Before they join the U.S. workforce for the first time, or start a new job, all workers will have the basic skills they need to stay safe on the job and to contribute to a safe, healthy, and productive workplace.
That is the mission of the Safe–Skilled–Ready Workforce Initiative of the National Institute for Occupational Safety and Health (NIOSH).
The effort recognizes that employers are responsible for providing a safe and healthy workplace, but also promotes the idea that everyone should have basic skills to help protect them and make health-enriching decisions on the job now, and throughout their lives. To achieve Total Worker Health™, all workers must have these critical opportunities. Our nation's economic health—and the health of all of our citizens—depend on it.
Today's workplaces are complex and are part of a new global economy. They need workers with skills to meet 21st century challenges. The October 2011 interim report released by the President's Council on Jobs and Competitiveness addresses this concern. It states, "In the 21st century global marketplace, a nation's economy can only be as strong as the skills of its people."1
There are many ways to define what "work ready" means in the modern economy. Most agree that workers should have skills in two areas:
Basic or hard skills (such as reading, writing, and arithmetic).
Applied or soft skills (such as being flexible; being able to self-direct; and having self-control, accountability, responsibility, and leadership skills).2
Many approaches to developing a modern workplace do not address health and safety skills of workers. Workplace safety and health is therefore the missing "life skill" in many work-readiness skills frameworks.
At NIOSH, research shows that a "ready worker" is a skilled worker and a safe and healthy worker. The skills that allow workers to contribute to and benefit from a safe, healthy, and productive workplace are therefore key to any work-readiness effort, and to every job.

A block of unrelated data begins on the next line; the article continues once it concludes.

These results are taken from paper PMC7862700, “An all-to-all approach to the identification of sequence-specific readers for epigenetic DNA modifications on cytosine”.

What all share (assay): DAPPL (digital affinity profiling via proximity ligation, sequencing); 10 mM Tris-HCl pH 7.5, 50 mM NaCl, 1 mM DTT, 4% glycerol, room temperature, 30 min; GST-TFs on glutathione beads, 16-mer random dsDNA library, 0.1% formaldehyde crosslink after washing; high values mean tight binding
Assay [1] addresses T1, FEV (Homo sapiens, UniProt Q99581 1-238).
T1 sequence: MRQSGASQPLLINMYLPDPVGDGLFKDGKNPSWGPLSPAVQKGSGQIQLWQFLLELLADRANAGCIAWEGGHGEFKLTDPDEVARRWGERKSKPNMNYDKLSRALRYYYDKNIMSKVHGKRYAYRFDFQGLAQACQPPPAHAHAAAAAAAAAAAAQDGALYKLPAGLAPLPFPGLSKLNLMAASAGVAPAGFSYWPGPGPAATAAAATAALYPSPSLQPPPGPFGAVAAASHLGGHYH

People who are injured on the job cannot live up to their full potential and cannot play productive, fully functioning roles in the workforce or in our communities. The Safe–Skilled–Ready Workforce Initiative is built on the idea that safe and healthy work is vital to a worker's well-being.
1President's Council on Jobs and Competitiveness . Taking action, building confidence: five common-sense initiatives to boost jobs and competitiveness. Interim report [http://files.jobs-council.com/jobscouncil/files/2011/10/JobsCouncil_InterimReport_Oct11.pdf ], p. 31.
2Partnership for 21st Century Skills . Framework for 21st century learning [http://www.p21.org/overview/skills-framework].
3The Conference Board, Corporate Voices for Working Families, Partnership for 21st Century Skills, Society for Human Resource Management . Are they really ready to work? Employers' perspectives on the basic knowledge and applied skills of new entrants to the 21st century workforce [http://www.conference-board.org/pdf_free/BED-06-Workforce.pdf ].